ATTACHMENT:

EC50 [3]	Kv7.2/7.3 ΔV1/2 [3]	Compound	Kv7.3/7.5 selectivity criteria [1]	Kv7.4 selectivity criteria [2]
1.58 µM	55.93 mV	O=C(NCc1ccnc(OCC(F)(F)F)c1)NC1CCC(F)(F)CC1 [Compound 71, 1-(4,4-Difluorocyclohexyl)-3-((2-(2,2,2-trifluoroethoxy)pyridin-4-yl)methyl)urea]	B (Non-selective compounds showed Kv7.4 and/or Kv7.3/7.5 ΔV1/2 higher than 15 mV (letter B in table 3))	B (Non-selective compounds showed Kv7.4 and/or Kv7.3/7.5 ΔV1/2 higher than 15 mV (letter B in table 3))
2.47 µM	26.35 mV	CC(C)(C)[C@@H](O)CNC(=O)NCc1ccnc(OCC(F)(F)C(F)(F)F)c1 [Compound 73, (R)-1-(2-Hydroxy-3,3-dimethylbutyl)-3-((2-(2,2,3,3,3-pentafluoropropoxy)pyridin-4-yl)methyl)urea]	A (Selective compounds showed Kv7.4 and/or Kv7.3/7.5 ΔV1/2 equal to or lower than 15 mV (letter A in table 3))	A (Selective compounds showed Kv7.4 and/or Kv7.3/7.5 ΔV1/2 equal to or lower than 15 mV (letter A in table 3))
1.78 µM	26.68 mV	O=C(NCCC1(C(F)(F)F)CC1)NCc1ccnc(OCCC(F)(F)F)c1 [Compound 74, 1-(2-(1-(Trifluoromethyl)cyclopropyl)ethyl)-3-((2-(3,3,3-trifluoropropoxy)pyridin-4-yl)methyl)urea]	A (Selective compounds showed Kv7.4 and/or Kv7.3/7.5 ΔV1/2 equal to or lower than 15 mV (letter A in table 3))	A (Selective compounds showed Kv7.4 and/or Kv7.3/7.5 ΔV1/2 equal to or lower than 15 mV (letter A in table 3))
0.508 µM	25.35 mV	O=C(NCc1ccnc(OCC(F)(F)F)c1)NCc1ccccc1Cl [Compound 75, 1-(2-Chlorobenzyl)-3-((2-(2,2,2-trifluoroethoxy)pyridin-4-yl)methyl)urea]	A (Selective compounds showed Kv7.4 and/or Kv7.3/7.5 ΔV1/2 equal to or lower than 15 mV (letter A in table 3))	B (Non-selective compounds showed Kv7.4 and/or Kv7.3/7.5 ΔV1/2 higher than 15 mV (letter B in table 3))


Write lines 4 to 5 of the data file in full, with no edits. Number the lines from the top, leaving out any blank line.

1.78 µM	26.68 mV	O=C(NCCC1(C(F)(F)F)CC1)NCc1ccnc(OCCC(F)(F)F)c1 [Compound 74, 1-(2-(1-(Trifluoromethyl)cyclopropyl)ethyl)-3-((2-(3,3,3-trifluoropropoxy)pyridin-4-yl)methyl)urea]	A (Selective compounds showed Kv7.4 and/or Kv7.3/7.5 ΔV1/2 equal to or lower than 15 mV (letter A in table 3))	A (Selective compounds showed Kv7.4 and/or Kv7.3/7.5 ΔV1/2 equal to or lower than 15 mV (letter A in table 3))
0.508 µM	25.35 mV	O=C(NCc1ccnc(OCC(F)(F)F)c1)NCc1ccccc1Cl [Compound 75, 1-(2-Chlorobenzyl)-3-((2-(2,2,2-trifluoroethoxy)pyridin-4-yl)methyl)urea]	A (Selective compounds showed Kv7.4 and/or Kv7.3/7.5 ΔV1/2 equal to or lower than 15 mV (letter A in table 3))	B (Non-selective compounds showed Kv7.4 and/or Kv7.3/7.5 ΔV1/2 higher than 15 mV (letter B in table 3))